Yoga and horses: A deeper connection
Sharon Hodson interacting with a horse, photo by Leah Dietzen

There’s something magical that happens when you interact with a horse. It’s almost as if you step into a place that is timeless, untouchable, and pure. When I moved to Utah, finding a friend to whom I could connect with horses was at the top of my list of must-haves. It took almost a year to find that kind of person who was working with her horses on a deeper level that transcends the thinking mind and steps into a connection that, when done correctly, is like watching telepathy in action.

I met Walter, an older man with a gentle disposition and a crooked smile, at the yoga studio. He heard that I was teaching an animal communication class, and we struck up a conversation. He mentioned he had horses, and I basically invited myself to come out to visit. As we sat and talked, we both realized the similar path we were on: A path of peace, the realization that energy was a common thread that connected us all, that animals are not meant to be dominated but to form partnerships with and are beings with a connection to a natural element so many of us have lost.

Walter had spent years studying gentle and natural horsemanship when his horse Scarlet began showing him an even better way, a way of working with an animal that was honest and pure. I had spent the previous years studying the vast and varied arts of healing after finding myself at a dead end in life at the age of 27. Through my journey into healing foods, meditation, energy medicine, yoga, nature, and animals, I had healed from a near-death experience brought on by addictions, chronic pain, and crippling depression and anxiety.

From this unlikely friendship with horses along with yoga and energy work, a workshop was born. We called it “A Deeper Connection: Empathic Horsemanship, Yoga, Mindfulness, and Breath.”

Today, as we stood beneath the red rocks of Apple Valley surrounded by a group of amazing people, I felt us all stepping into that timeless space together.

We began our day with some intentional breathing, for when we are aware of the breath, we are aware of and can exercise better control over the mind and emotions. Learning how to breathe can seem deceptively simple, and yet our breath is one of the most powerful healing techniques we can master.

All animals innately have the ability to connect telepathically, and it is how they most often communicate.

We then gathered to practice some gentle yoga with the intention of keeping our breath steady and consistent throughout the practice. I remember the incredible shift that happened a few years ago when I moved from just doing a series of repetitive postures to actually learning how to consistently breathe throughout my practice. Yep, I am that person you hear in many a yoga class who sounds like Darth Vader. Breathing mindfully changed my life. I’ve learned to breathe through discomfort, transition, and joy in my yoga practice and have now extended that into my life. Mindful breathing slows our thoughts down so we can reach that place of inner peace despite outer circumstances.

After our yoga practice in the beautiful sunshine of a perfect fall day, we gathered to learn how to feel and sense the energy fields not only of ourselves but of others as well. In doing this, we learn how to recognize that we are truly all connected and constantly communicating with one another without the use of words. At one point, one of the women mentioned she had a pain in her neck. As I reached out my hands to touch the painful spot, a woman across the room shared that it felt as if my hands were on her shoulder as well. Sensing the energy of others and having the awareness of where we are all connected is a powerful and often startling realization. Hearing about it is one thing, but experiencing it can be something very different.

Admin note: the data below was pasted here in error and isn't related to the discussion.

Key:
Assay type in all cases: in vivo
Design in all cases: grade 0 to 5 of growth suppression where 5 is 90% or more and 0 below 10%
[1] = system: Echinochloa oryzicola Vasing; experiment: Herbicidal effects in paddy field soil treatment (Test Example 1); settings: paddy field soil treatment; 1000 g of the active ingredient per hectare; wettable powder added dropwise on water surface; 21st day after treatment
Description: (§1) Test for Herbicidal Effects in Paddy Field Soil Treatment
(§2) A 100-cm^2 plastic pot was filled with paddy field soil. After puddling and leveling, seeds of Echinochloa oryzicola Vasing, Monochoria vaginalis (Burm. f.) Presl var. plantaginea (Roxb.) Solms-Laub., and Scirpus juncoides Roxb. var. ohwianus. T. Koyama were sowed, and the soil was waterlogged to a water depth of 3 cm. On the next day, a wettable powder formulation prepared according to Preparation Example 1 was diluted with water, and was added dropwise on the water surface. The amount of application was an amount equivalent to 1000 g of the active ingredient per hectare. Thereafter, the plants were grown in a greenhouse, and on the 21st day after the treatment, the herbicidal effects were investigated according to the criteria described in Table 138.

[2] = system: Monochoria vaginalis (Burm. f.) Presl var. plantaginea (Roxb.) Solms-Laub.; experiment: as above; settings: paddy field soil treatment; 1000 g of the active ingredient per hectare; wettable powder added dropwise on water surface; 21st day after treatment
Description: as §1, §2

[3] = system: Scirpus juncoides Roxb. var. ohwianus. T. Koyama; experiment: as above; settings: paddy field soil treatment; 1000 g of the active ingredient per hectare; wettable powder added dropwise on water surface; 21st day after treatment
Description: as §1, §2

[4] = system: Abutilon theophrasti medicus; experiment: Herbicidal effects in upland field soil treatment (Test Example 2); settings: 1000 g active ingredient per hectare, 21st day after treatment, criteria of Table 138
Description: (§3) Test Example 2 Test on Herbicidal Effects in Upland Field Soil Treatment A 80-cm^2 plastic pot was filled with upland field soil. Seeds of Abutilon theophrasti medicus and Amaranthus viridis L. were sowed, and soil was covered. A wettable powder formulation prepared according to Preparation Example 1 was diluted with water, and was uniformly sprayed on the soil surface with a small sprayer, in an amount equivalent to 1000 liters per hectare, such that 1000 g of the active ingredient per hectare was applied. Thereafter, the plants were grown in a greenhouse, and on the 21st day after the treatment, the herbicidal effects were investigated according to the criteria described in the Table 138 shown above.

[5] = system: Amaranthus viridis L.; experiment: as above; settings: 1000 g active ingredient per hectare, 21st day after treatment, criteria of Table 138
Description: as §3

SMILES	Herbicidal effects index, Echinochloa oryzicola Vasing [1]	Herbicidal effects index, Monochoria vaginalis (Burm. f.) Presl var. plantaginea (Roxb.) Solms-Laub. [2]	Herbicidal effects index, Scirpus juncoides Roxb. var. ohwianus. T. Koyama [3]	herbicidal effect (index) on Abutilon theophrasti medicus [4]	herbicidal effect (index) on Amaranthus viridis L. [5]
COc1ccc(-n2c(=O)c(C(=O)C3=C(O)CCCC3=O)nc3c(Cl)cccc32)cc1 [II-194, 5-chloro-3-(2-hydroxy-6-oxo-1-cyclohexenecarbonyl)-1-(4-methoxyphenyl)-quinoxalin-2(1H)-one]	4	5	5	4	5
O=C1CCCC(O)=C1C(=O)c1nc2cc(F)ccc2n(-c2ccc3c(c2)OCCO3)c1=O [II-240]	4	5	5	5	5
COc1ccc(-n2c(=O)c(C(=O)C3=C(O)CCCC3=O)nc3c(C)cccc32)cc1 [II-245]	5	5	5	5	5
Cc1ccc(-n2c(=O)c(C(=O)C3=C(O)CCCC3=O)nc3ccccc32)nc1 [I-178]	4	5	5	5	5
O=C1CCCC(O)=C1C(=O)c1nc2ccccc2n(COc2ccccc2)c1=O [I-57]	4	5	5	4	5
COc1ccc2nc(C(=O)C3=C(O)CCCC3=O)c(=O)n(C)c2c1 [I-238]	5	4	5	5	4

As we walked out to the horses, Walter shared with the group about the power of honesty. One woman in particular was feeling anxiety in her body but not expressing it. As she walked up to the horse, it backed away. Walter asked her to pause, become aware of her anxiety, and breathe through it. As she became accountable to herself, the horse turned its head gently towards her. It was the power of mindfulness and authenticity in action. Horses do not demand perfection, but they do invite us to be honest about where we are.

All animals innately have the ability to connect telepathically, and it is how they most often communicate. Subtle shifts in energy tell powerful stories to everyone around them. As humans, we have discovered the power of words, a double-edged sword. While words have the ability to transmit information far and wide, words can disconnect us from our feeling and intuitively energetic bodies. How often have you heard someone tell you one thing but their body was telling you something else? Because of words, we have learned to lie to each other and to ourselves. We might say “I’m fine” when internally and energetically we are nervous, frustrated, unsure, or angry.

In order to be 100 percent accountable to ourselves and others, we need to feel more and think less. Animals have the power to show us what we seem to be missing.

It was a powerful workshop teaching universal lessons: to be mindful, honest, and present with ourselves as well as everyone around us, to breathe purposefully through all of life’s ups and downs, and — most importantly — that we are all connected. We are all in this together, so treat others as you would wish to be treated.

This is the gift that all animals and nature provide and why we can feel so timeless and pure when we are with them. They truly do offer us a deeper connection. If you are interested in this workshop, I invite you to join us for our next one, offered Nov. 19 at 11:30 a.m.

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